Guam is a territory of the United States. Its flag, which measures 40 inches long and 78 inches wide, is dark blue rimmed in a thin two inch red border. In its center is an almond shaped coat of arms featuring a brown multihull sailboat sailing on the water set against a blue sky with a cliff in the far background. A sandy shoreline is prominently featured in the forefront of the emblem as well as a depiction of a lone coconut palm tree. In the center of the emblem is the word “Guam”. This flag design was officially adopted on Feb.9, 1948.

The red border around the flag is symbolic of the blood that was spilt during a number of violent conflicts such as the Japanese occupation of Guam during World War II. The coat of arms in the center of the flag is shaped to resemble the traditional slingshot stones used for hunting and sporting activities by the indigenous peoples of the island. The body of water depicted on the emblem references Agana Bay while the land is representative of Guam’s Punta Dos Amantes cliff.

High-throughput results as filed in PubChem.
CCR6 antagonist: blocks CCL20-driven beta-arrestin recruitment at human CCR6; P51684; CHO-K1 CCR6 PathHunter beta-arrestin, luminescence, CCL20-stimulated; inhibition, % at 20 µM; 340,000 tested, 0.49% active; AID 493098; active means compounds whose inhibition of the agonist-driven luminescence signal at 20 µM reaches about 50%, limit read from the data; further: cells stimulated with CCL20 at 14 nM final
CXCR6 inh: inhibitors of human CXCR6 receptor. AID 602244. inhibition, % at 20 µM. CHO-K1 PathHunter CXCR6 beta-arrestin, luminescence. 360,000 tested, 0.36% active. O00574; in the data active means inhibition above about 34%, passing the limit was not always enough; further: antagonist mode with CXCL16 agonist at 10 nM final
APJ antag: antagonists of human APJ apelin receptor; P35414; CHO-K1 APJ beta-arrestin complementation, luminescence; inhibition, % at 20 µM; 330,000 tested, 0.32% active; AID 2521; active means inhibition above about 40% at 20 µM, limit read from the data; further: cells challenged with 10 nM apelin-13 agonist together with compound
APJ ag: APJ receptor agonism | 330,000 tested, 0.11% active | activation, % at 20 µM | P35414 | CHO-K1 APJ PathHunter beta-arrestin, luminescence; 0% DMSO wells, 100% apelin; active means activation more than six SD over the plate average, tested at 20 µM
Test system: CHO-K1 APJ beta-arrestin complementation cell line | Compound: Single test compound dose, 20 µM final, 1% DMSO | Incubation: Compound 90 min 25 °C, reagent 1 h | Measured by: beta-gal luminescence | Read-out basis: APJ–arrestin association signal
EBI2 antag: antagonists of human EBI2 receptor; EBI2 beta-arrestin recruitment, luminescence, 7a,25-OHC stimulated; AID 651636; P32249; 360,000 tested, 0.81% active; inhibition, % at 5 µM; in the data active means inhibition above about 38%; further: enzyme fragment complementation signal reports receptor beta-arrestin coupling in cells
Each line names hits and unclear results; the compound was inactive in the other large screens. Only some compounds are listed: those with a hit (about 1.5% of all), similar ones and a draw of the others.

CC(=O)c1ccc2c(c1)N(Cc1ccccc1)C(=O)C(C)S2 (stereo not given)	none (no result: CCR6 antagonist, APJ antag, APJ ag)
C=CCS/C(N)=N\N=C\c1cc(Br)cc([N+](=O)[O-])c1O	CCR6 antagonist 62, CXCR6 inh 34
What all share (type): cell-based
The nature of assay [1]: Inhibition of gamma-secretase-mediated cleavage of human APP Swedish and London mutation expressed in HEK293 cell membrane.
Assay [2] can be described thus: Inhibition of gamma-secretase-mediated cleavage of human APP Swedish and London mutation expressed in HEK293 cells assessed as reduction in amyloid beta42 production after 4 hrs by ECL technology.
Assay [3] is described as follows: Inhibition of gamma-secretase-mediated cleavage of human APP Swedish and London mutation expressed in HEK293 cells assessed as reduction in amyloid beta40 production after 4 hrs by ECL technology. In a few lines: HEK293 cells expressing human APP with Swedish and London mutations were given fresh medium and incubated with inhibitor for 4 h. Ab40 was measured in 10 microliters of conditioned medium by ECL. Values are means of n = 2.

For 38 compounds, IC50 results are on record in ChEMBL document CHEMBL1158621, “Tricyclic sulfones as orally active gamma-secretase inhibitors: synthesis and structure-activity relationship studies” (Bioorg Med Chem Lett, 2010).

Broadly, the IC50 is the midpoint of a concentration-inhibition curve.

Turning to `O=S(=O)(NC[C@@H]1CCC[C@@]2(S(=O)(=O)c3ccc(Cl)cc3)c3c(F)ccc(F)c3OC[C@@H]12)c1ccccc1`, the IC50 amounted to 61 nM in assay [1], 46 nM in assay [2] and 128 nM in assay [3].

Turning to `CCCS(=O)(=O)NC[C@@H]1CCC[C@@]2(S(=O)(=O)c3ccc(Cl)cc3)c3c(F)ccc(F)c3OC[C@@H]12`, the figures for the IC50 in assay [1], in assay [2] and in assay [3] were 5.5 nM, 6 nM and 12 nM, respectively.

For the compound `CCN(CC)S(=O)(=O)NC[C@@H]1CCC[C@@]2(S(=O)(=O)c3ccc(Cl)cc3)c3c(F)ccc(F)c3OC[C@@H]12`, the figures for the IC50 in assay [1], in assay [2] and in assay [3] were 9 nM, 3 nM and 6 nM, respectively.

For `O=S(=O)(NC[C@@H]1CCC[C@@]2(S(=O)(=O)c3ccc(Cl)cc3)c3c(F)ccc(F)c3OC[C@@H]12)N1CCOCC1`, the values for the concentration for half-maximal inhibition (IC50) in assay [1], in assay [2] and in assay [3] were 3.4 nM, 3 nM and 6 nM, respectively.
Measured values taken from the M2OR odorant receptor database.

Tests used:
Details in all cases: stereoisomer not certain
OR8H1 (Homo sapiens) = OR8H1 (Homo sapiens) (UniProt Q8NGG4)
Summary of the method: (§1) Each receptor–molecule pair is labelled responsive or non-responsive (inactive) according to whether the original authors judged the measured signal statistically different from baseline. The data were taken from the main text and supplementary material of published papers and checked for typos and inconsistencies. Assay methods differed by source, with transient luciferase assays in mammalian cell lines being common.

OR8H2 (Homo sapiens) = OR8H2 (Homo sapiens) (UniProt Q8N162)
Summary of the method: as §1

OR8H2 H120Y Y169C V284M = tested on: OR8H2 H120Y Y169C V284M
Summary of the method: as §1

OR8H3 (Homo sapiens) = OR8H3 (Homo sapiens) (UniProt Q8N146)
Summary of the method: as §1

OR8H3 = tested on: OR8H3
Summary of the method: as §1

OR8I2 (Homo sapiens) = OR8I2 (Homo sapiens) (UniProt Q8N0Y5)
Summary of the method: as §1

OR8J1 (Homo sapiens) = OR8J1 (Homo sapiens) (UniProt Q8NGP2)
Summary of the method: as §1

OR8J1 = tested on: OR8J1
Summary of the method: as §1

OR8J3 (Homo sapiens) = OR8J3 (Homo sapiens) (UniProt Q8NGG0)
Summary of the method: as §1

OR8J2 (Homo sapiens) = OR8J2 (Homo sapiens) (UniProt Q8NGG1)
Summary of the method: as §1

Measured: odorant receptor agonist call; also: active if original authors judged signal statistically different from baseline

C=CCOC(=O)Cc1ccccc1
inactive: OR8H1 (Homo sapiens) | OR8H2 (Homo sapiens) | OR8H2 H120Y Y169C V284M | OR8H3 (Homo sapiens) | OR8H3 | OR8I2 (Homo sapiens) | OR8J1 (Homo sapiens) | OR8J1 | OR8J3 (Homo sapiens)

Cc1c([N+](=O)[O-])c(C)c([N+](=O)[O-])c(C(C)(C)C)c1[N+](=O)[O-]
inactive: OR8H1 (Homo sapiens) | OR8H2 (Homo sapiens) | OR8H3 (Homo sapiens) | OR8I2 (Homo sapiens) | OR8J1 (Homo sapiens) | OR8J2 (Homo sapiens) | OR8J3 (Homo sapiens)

Guam’s flag was designed by Helen L. Paul. It was approved by the Guam Congress along with the third military governor of Guam, Charles Alan Pownall. Pownall, an American Rear Admiral served in this influential post from 1946 to 1949. It’s assumed that Mrs. Paul was inspired to create the territorial flag after the United States entered World War I. Paul’s original flag design, which was initially adopted on July 4, 1917, didn’t include the red border. This feature was added in 1948.

Interestingly, the original inhabitants of Guam, known as the Chamorro didn’t use flags. During 1521-1898 when the island was under the jurisdiction of the European country of Spain the territory didn’t have an official flag. It wasn’t until the advent of World War I when U.S. troops were stationed at Guam that the territory adopted its first flag which was designed by Helen L. Paul. This version of the national flag was adopted in 1917 and then confirmed in 1931. The flag’s red border was added to the design seventeen years later following Japan’s war time occupation of the island.

This page was last modified on May 1st, 2018